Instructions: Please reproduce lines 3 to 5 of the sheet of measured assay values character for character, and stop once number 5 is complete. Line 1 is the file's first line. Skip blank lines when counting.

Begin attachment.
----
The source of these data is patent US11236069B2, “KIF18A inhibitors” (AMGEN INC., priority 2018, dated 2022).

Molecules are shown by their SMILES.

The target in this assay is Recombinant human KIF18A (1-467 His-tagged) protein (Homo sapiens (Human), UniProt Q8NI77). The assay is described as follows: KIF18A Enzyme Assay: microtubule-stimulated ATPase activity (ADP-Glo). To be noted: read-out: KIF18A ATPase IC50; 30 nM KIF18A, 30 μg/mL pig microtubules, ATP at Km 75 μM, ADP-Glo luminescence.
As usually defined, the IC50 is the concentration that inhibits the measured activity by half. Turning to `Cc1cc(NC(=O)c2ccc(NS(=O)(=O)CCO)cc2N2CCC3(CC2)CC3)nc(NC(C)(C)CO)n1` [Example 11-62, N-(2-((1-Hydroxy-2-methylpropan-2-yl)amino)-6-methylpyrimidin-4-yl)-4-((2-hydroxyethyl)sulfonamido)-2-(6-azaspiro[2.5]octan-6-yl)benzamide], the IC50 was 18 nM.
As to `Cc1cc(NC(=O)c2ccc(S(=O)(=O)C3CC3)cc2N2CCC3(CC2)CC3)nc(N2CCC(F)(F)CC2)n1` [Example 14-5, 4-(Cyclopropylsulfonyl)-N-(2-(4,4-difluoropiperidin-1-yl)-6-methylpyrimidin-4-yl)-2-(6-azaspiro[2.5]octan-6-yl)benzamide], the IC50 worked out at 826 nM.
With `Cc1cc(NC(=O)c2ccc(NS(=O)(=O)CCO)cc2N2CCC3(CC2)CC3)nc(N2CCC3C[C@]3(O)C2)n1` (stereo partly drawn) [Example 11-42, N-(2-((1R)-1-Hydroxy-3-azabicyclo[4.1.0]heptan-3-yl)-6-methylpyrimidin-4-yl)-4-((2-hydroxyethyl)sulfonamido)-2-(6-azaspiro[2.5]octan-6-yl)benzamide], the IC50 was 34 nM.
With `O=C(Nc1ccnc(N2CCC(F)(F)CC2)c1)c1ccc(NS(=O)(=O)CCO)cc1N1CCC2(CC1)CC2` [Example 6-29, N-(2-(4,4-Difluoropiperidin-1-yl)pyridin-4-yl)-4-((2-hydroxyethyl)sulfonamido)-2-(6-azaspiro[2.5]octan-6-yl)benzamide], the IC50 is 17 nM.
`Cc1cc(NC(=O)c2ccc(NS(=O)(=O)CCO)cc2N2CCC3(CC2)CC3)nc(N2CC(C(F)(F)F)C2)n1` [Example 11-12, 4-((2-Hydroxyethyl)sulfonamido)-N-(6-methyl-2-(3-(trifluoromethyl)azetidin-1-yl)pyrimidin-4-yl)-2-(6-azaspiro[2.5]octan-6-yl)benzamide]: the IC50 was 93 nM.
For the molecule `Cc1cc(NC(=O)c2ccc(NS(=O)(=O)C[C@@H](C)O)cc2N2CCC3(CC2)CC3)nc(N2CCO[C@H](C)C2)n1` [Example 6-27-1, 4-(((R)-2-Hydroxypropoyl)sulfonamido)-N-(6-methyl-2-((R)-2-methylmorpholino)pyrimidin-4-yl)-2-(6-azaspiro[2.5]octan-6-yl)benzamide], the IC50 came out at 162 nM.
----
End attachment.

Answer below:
The target in this assay is Recombinant human KIF18A (1-467 His-tagged) protein (Homo sapiens (Human), UniProt Q8NI77). The assay is described as follows: KIF18A Enzyme Assay: microtubule-stimulated ATPase activity (ADP-Glo). To be noted: read-out: KIF18A ATPase IC50; 30 nM KIF18A, 30 μg/mL pig microtubules, ATP at Km 75 μM, ADP-Glo luminescence.
As usually defined, the IC50 is the concentration that inhibits the measured activity by half. Turning to `Cc1cc(NC(=O)c2ccc(NS(=O)(=O)CCO)cc2N2CCC3(CC2)CC3)nc(NC(C)(C)CO)n1` [Example 11-62, N-(2-((1-Hydroxy-2-methylpropan-2-yl)amino)-6-methylpyrimidin-4-yl)-4-((2-hydroxyethyl)sulfonamido)-2-(6-azaspiro[2.5]octan-6-yl)benzamide], the IC50 was 18 nM.
As to `Cc1cc(NC(=O)c2ccc(S(=O)(=O)C3CC3)cc2N2CCC3(CC2)CC3)nc(N2CCC(F)(F)CC2)n1` [Example 14-5, 4-(Cyclopropylsulfonyl)-N-(2-(4,4-difluoropiperidin-1-yl)-6-methylpyrimidin-4-yl)-2-(6-azaspiro[2.5]octan-6-yl)benzamide], the IC50 worked out at 826 nM.